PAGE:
Benefits Agency Urged to Delay Shakeup: House and Senate Democrats with oversight of the Labor Department’s benefits branch want government officials to stall a looming staff shakeup until someone explains to Congress what’s going on, House Education and Labor Chairman Bobby Scott (D-Va.) and Senate Health, Education, Labor and Pensions Committee ranking member Patty Murray (D-Wash.) said in a letter to Employee Benefits Security Administration Director Preston Rutledge. Read more from Warren Rojas.
UNGA & Foreign Affairs
Europeans Side With U.S. on Saudi Issue: Iran’s key European allies distanced themselves from Tehran amid rising tensions with the U.S., saying Tehran was responsible for attacks on Saudi oil facilities earlier this month and calling for an expanded deal to constrain the country’s nuclear and missile programs. In a joint statement on Monday, France and Germany joined the U.K. in saying Iran was behind the attacks on Aramco facilities, adding that “no other explanation is plausible.” The statement comes just days after Secretary of Stat e Mike Pompeo visited Saudi Arabia on what he called a mission to build a coalition to respond to the attacks. Gregory Viscusi, Robert Hutton and David Wainer have more.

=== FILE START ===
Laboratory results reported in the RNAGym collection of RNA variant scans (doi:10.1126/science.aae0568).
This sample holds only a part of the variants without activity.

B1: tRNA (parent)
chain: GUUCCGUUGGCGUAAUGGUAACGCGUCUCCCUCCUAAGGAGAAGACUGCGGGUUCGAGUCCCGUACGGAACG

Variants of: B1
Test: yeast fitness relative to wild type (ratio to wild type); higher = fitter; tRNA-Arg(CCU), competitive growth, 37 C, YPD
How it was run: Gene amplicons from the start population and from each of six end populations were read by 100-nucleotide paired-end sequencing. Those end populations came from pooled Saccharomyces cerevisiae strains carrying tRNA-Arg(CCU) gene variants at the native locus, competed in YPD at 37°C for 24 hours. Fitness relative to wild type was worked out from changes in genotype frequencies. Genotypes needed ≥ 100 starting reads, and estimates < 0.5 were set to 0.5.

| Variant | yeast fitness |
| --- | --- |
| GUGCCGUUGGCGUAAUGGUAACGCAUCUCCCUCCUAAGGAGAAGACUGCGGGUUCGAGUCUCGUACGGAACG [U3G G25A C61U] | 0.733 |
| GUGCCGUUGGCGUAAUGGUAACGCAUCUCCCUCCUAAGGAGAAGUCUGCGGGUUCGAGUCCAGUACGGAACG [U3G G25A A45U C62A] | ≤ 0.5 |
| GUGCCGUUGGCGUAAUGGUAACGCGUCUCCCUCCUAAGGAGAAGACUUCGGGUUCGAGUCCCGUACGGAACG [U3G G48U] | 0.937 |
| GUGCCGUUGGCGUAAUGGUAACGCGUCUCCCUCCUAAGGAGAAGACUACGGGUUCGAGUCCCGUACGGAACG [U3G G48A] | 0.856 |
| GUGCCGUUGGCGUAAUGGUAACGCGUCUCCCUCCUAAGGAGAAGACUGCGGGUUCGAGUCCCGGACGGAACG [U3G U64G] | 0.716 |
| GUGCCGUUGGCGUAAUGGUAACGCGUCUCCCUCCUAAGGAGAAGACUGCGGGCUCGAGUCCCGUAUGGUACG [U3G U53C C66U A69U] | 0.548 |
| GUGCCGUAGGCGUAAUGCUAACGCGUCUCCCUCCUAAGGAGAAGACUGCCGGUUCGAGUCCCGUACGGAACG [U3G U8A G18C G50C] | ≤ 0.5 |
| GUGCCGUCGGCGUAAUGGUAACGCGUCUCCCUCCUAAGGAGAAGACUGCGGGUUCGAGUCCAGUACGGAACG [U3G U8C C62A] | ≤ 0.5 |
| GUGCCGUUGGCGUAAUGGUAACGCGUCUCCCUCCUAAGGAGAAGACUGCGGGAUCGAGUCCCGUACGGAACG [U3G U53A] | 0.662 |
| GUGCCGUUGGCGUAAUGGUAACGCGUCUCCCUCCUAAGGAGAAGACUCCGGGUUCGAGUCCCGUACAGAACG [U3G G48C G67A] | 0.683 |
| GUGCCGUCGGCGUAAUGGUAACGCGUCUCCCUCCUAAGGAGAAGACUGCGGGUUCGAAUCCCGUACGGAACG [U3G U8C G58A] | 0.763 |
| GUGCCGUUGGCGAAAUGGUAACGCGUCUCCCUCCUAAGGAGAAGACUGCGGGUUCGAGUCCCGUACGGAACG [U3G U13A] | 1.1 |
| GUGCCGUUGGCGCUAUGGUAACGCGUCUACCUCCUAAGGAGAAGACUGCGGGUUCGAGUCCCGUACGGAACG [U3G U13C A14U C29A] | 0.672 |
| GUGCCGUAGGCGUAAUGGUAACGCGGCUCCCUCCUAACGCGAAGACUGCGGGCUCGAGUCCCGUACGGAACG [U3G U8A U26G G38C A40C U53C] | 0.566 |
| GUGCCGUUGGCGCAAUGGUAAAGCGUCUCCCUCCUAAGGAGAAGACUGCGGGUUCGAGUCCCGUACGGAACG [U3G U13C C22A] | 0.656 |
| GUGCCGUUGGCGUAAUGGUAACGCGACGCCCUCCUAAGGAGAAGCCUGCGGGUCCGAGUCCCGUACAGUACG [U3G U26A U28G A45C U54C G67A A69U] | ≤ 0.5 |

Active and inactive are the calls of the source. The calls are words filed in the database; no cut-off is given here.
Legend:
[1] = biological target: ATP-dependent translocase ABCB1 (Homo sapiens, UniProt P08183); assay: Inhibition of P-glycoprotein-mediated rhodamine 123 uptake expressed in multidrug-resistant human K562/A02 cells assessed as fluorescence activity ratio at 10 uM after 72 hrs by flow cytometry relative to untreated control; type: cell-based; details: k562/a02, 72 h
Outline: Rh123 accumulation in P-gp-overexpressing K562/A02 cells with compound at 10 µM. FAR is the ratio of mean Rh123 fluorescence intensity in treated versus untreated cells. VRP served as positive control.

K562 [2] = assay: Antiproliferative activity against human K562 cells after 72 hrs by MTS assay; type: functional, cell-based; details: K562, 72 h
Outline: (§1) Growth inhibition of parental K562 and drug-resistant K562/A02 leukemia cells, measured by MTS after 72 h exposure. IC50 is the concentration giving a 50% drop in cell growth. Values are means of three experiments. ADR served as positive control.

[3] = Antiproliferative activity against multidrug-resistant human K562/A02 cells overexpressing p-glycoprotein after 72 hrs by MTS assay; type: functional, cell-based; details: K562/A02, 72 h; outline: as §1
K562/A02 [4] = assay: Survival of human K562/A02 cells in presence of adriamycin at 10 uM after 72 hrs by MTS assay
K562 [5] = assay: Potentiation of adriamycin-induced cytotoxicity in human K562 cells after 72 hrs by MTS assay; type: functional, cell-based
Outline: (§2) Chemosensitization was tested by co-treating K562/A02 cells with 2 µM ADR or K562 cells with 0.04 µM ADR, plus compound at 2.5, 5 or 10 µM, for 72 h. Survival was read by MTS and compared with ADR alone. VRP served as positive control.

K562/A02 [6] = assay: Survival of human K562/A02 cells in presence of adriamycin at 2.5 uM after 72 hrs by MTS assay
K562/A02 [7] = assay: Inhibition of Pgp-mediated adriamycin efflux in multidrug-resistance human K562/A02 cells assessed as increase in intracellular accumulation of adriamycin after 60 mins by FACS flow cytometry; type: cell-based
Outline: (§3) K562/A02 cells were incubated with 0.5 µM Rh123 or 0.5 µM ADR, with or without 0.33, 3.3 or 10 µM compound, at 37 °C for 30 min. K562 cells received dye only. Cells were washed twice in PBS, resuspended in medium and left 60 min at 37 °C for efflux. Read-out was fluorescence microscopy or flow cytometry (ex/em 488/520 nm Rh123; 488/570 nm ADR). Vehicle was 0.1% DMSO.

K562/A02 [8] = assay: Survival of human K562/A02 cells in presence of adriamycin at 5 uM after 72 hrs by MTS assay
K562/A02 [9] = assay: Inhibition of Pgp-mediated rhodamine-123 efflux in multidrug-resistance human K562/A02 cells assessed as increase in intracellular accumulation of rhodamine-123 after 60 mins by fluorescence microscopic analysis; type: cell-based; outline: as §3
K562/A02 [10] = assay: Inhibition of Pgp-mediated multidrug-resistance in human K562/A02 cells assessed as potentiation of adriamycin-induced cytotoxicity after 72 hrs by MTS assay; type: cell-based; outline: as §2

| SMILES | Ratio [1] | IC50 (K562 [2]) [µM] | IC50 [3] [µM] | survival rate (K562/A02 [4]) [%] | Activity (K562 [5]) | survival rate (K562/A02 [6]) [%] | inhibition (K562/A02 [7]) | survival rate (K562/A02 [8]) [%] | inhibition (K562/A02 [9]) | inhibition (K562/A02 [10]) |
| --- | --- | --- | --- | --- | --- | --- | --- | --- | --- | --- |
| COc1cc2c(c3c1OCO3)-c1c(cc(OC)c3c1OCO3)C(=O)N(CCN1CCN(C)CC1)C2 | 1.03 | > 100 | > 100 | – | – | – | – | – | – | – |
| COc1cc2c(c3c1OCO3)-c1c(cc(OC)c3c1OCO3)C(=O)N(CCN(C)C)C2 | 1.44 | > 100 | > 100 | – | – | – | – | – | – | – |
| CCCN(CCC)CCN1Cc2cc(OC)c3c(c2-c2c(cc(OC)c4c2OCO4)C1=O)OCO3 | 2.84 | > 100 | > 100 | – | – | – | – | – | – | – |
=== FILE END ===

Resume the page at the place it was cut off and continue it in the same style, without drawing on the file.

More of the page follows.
Trump Shrugs Off Egypt Protests: Trump said he’s not concerned by protests in Cairo and other Egyptian cities last week, praising President Abdel-Fattah El-Sisi for bringing back stability to Egypt. “Demonstrations? No, everybody has demonstrations,” Trump said during a meeting with El-Sisi on the sidelines of the United Nations General Assembly today. “Egypt has a great leader, he’s highly respected, he’s brought order. Before he was here there was very little order, there was chaos. So I’m not worried about that.” Read more from Josh Wingrove and David Wainer.
Erdogan Wants UN Spot With Trump: Recep Tayyip Erdogan wants to press Trump this week to help deliver two key Turkish security goals in Syria, but he might struggle for the U.S. president’s attention. Turkey is looking to expand a previously agreed zone in northern Syria that’s designed to be off limits to U.S.-allied Kurdish fighters Ankara despises, and which could be used to resettle Syrian refugees who fled to Turkey. The deal was a significant achievement for two administrations often at loggerheads, and Erdogan now hopes to use his personal chemistry with Trump to push his case at the U.N. General Assembly. Read more from Selcan Hacaoglu.